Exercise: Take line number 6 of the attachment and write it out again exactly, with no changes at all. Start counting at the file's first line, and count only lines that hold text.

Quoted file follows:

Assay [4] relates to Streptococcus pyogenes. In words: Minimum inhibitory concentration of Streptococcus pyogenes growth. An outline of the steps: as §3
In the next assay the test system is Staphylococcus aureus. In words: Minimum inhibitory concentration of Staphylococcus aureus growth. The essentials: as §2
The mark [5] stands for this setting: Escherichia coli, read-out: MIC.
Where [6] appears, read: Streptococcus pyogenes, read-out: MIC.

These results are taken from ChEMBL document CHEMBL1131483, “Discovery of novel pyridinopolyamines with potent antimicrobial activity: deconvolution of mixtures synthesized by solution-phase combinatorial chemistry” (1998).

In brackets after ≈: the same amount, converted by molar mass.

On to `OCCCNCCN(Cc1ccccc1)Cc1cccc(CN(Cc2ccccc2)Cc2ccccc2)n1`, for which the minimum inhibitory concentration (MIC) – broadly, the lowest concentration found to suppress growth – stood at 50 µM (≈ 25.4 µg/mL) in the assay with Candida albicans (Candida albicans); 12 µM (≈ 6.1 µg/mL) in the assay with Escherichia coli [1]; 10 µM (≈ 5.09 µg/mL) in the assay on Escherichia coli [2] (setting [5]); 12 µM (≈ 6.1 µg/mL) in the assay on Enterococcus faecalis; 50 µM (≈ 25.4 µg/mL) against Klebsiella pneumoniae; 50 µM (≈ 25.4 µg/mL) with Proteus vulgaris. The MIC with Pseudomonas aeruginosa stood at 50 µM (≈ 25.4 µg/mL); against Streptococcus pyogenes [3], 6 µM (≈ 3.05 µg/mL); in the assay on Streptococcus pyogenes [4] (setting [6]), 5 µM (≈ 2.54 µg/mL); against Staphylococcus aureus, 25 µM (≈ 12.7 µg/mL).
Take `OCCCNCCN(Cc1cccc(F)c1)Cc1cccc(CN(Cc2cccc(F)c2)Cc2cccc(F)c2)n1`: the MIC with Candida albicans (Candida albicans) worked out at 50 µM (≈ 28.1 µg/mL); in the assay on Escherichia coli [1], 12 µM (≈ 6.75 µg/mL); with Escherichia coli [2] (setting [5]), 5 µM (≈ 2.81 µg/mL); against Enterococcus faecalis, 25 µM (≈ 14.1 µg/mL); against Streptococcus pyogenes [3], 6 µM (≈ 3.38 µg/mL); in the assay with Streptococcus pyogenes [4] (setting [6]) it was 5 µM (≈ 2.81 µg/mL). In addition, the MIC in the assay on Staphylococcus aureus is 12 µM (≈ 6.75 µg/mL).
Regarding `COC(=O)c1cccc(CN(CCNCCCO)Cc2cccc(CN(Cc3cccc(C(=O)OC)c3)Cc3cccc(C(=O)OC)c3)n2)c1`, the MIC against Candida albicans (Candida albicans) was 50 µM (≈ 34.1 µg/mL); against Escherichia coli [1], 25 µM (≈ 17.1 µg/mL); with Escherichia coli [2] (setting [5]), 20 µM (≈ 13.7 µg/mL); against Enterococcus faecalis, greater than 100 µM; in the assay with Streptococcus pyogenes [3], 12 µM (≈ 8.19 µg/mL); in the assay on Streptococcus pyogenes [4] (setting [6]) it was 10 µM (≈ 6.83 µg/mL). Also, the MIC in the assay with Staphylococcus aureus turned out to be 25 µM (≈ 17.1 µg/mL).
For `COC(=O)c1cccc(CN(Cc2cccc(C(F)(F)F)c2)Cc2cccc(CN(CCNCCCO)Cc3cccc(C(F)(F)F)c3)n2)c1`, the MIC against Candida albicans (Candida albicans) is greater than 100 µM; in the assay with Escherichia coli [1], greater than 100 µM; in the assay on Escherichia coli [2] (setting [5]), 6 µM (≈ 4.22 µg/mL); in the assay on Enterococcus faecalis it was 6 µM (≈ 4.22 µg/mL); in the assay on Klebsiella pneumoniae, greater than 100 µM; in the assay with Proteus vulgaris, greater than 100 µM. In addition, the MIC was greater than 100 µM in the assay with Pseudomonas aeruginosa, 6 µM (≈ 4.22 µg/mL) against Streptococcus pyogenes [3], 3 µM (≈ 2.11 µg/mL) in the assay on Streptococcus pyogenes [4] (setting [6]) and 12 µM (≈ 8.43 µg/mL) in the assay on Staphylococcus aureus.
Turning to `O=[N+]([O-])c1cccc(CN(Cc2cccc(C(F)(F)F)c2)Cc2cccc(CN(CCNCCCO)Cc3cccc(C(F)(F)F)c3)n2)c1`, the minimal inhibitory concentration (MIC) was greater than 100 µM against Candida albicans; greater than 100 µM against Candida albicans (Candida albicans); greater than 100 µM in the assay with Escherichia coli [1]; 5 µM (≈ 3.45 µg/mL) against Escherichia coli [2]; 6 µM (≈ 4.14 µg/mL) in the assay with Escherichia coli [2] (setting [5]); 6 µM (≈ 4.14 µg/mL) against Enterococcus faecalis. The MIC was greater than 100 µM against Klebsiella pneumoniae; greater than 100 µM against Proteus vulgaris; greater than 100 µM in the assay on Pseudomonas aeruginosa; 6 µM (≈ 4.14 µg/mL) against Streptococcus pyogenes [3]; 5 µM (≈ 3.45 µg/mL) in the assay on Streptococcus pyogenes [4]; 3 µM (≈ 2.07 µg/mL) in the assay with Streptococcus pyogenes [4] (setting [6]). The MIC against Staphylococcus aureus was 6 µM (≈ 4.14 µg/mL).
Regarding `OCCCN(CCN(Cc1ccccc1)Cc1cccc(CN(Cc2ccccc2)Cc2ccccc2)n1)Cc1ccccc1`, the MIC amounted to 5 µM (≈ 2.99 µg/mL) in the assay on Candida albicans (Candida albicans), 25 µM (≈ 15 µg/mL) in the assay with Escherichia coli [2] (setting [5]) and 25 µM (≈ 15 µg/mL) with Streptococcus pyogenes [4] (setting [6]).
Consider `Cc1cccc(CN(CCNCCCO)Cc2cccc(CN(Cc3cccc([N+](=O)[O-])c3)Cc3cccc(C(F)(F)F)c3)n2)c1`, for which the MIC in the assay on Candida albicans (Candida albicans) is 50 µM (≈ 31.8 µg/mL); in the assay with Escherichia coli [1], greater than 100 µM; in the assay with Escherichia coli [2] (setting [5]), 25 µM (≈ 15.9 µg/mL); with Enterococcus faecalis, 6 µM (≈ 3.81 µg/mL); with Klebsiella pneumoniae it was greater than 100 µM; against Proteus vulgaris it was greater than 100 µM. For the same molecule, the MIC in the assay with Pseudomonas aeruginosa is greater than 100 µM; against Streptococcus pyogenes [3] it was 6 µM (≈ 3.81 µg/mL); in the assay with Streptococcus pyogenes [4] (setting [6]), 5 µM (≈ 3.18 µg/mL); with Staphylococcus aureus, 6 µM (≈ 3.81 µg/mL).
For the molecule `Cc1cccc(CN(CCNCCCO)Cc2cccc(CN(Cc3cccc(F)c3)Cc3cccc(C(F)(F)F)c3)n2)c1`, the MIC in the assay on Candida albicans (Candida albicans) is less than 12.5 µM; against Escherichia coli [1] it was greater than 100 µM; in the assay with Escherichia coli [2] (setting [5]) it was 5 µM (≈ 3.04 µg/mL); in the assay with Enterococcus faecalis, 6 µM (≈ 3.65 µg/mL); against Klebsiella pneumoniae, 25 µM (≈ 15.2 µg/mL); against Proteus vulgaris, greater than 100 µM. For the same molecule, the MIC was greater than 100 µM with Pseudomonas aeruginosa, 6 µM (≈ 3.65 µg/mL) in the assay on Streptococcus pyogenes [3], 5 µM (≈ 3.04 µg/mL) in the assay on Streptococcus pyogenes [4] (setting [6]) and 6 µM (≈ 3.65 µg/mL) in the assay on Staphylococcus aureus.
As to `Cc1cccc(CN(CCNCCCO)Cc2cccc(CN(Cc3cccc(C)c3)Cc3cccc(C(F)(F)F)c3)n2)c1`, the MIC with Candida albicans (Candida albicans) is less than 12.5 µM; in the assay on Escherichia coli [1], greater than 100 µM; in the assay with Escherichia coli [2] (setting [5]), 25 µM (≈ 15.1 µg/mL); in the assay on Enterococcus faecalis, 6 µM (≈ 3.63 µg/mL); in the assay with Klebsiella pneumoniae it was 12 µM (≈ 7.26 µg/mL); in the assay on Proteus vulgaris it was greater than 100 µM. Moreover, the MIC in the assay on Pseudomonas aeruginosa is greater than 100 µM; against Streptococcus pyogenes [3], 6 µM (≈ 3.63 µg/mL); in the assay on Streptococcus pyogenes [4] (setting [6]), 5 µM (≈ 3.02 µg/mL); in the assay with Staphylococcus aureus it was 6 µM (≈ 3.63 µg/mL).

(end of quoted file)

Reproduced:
In brackets after ≈: the same amount, converted by molar mass.